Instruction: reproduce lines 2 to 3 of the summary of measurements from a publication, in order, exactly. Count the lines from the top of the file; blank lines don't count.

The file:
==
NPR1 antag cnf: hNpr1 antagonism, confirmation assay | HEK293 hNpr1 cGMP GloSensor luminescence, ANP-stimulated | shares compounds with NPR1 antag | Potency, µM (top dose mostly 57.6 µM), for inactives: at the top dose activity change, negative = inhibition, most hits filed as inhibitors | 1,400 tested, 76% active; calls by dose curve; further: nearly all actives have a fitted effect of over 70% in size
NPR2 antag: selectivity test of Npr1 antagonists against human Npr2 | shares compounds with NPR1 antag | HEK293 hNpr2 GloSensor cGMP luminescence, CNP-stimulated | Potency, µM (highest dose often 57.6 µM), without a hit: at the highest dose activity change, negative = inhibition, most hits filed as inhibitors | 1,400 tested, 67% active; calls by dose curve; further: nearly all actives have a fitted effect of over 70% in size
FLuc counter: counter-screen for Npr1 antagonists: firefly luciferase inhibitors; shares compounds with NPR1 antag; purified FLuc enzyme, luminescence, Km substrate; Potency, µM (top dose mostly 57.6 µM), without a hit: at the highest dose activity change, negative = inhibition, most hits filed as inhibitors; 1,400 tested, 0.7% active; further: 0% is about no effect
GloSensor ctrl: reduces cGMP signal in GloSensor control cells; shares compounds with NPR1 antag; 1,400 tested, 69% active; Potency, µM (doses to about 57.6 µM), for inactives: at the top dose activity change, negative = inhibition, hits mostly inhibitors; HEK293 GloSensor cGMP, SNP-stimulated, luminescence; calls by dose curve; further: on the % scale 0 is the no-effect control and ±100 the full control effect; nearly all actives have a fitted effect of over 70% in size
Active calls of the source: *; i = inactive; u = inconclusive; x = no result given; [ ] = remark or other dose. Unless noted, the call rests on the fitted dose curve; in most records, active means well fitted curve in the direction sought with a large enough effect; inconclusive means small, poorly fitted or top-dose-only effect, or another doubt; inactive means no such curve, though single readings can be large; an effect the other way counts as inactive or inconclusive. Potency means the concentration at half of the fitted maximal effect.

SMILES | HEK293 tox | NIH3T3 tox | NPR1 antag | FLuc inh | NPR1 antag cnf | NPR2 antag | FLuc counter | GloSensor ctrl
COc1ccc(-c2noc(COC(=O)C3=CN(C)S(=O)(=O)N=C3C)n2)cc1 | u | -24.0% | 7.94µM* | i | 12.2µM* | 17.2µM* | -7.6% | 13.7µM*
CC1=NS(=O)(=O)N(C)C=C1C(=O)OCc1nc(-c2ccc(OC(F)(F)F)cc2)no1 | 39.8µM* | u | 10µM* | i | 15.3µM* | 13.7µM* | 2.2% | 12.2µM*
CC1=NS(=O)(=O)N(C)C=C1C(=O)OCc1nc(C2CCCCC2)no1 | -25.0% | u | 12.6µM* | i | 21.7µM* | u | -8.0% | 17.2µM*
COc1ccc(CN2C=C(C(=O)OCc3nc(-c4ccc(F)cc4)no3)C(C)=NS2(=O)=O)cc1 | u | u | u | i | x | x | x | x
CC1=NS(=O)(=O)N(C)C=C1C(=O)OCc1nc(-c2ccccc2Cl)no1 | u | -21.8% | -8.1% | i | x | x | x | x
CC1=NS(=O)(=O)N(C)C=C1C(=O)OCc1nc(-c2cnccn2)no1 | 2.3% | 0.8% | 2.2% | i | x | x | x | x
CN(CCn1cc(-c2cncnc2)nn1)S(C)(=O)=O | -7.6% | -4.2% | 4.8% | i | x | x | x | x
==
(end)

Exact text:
NPR2 antag: selectivity test of Npr1 antagonists against human Npr2 | shares compounds with NPR1 antag | HEK293 hNpr2 GloSensor cGMP luminescence, CNP-stimulated | Potency, µM (highest dose often 57.6 µM), without a hit: at the highest dose activity change, negative = inhibition, most hits filed as inhibitors | 1,400 tested, 67% active; calls by dose curve; further: nearly all actives have a fitted effect of over 70% in size
FLuc counter: counter-screen for Npr1 antagonists: firefly luciferase inhibitors; shares compounds with NPR1 antag; purified FLuc enzyme, luminescence, Km substrate; Potency, µM (top dose mostly 57.6 µM), without a hit: at the highest dose activity change, negative = inhibition, most hits filed as inhibitors; 1,400 tested, 0.7% active; further: 0% is about no effect